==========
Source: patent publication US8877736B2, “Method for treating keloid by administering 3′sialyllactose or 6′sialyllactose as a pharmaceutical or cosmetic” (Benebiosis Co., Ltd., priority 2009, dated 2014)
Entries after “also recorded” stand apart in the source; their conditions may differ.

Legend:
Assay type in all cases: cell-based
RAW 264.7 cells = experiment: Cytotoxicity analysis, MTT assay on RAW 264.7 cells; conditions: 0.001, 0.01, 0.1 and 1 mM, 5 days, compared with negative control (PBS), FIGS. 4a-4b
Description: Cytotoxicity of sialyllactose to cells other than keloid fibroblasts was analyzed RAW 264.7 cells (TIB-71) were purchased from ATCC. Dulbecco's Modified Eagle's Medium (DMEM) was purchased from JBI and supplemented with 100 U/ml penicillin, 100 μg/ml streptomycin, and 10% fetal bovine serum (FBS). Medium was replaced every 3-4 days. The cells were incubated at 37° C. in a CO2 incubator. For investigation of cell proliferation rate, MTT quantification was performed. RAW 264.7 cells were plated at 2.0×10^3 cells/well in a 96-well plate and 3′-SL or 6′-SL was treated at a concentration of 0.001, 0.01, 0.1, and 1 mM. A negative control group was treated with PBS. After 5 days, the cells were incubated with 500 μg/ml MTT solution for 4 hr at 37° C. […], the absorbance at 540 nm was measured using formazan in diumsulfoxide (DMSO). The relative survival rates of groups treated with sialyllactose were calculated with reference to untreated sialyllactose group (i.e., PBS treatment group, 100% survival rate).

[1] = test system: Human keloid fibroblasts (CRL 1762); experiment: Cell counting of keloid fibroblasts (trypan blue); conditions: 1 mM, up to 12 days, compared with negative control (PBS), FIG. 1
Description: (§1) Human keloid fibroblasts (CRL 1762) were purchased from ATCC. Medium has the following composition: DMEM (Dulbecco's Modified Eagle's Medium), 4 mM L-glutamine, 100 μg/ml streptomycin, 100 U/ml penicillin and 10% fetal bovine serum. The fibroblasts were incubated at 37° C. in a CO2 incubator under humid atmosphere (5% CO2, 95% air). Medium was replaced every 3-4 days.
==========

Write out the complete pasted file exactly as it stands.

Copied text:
Source: patent publication US8877736B2, “Method for treating keloid by administering 3′sialyllactose or 6′sialyllactose as a pharmaceutical or cosmetic” (Benebiosis Co., Ltd., priority 2009, dated 2014)
Entries after “also recorded” stand apart in the source; their conditions may differ.

Legend:
Assay type in all cases: cell-based
RAW 264.7 cells = experiment: Cytotoxicity analysis, MTT assay on RAW 264.7 cells; conditions: 0.001, 0.01, 0.1 and 1 mM, 5 days, compared with negative control (PBS), FIGS. 4a-4b
Description: Cytotoxicity of sialyllactose to cells other than keloid fibroblasts was analyzed RAW 264.7 cells (TIB-71) were purchased from ATCC. Dulbecco's Modified Eagle's Medium (DMEM) was purchased from JBI and supplemented with 100 U/ml penicillin, 100 μg/ml streptomycin, and 10% fetal bovine serum (FBS). Medium was replaced every 3-4 days. The cells were incubated at 37° C. in a CO2 incubator. For investigation of cell proliferation rate, MTT quantification was performed. RAW 264.7 cells were plated at 2.0×10^3 cells/well in a 96-well plate and 3′-SL or 6′-SL was treated at a concentration of 0.001, 0.01, 0.1, and 1 mM. A negative control group was treated with PBS. After 5 days, the cells were incubated with 500 μg/ml MTT solution for 4 hr at 37° C. […], the absorbance at 540 nm was measured using formazan in diumsulfoxide (DMSO). The relative survival rates of groups treated with sialyllactose were calculated with reference to untreated sialyllactose group (i.e., PBS treatment group, 100% survival rate).

[1] = test system: Human keloid fibroblasts (CRL 1762); experiment: Cell counting of keloid fibroblasts (trypan blue); conditions: 1 mM, up to 12 days, compared with negative control (PBS), FIG. 1
Description: (§1) Human keloid fibroblasts (CRL 1762) were purchased from ATCC. Medium has the following composition: DMEM (Dulbecco's Modified Eagle's Medium), 4 mM L-glutamine, 100 μg/ml streptomycin, 100 U/ml penicillin and 10% fetal bovine serum. The fibroblasts were incubated at 37° C. in a CO2 incubator under humid atmosphere (5% CO2, 95% air). Medium was replaced every 3-4 days.